Homework is a very personal and sensitive topic, and most parents have their opinion on what is appropriate: what subjects, how much, due dates, and more. If you missed the first two installments of Scaling Down the Homework, you should read them before continuing down the page.
Scaling Down the Homework (Part 1)
Scaling Down the Homework (Part 2)
We Figured out the Problem
Our ideas were great, well-thought out, and successfully executed. Why, then, did they not work? They made sense in our minds, but would have only worked on a child whose mind thinks like my husband’s and mine.
“Moving towards” example: “You can have a cookie if you put away your toys.”
“Moving away from” example: “If you don’t put away your toys, you will lose your TV time.”
Our brains primarily work in one way or the other, not both. I am a “moving towards” person. I’m very into self-improvement and love to work hard at something if I see a benefit to me or my family. Incentives motivate me.
The incentives and systems we have developed for Hannah over the years have been designed for a “moving towards” person, such as a reading chart with rewards and prizes. THIS WAS OUR MISTAKE. Hannah is, as we plainly realized this year, a “moving away from” person. She will do what is necessary to avoid a punishment or a consequence, but will only do the bare minimum that is required. She is not like the kid in her class who reads extra time for fun or does extra credit for a better grade. Hannah does exactly what is required of her, and nothing more.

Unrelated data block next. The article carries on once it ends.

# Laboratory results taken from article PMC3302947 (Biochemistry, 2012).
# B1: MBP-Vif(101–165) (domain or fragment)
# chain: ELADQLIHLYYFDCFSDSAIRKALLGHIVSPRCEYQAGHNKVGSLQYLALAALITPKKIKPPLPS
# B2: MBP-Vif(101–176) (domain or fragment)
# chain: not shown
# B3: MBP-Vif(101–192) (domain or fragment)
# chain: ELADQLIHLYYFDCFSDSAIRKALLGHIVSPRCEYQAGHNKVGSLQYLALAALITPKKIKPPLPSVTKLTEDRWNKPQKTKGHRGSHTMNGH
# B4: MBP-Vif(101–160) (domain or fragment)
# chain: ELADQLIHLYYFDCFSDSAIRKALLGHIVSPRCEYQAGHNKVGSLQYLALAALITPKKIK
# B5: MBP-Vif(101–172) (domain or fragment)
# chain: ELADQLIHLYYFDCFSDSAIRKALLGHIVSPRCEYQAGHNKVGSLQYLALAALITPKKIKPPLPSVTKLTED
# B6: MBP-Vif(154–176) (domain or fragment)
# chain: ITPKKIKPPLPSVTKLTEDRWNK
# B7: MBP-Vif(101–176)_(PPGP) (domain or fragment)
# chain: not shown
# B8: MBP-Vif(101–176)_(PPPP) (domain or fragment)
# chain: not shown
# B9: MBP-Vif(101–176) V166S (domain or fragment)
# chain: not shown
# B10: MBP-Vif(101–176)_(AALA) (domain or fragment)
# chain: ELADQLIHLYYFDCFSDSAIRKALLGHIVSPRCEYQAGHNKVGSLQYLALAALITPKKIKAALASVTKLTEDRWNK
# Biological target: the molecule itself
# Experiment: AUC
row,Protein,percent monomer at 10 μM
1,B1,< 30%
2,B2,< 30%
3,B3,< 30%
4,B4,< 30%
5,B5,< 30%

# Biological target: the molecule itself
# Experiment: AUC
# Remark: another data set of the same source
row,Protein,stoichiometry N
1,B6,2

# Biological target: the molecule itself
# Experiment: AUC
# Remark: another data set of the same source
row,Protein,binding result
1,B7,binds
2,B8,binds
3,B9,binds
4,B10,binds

All the systems in the world offering Hannah rewards would not work. We tried reminding her that the faster she finished her work, the more time she would gain at night for games or fun activities. Our systems did not work because we tried to give her incentives to move towards. She was not motivated by what she could gain – it really didn’t matter much to her. Conversely, you can really light a fire under that child if you give her a consequence to move away from!
Also, my husband and I were taking responsibility for Hannah’s homework. We would nag her, prod her, and make her do it. Epiphany: Hannah’s homework is HER homework, her responsibility. If she doesn’t do it, she’ll have consequences to face. Those consequences are HERS to reckon with, not ours.
Armed with this knowledge, we were finally able to design the right plan of attack on homework. In the conclusion, Scaling Down the Homework (Part 4), you’ll learn our final plan that has worked wonderfully!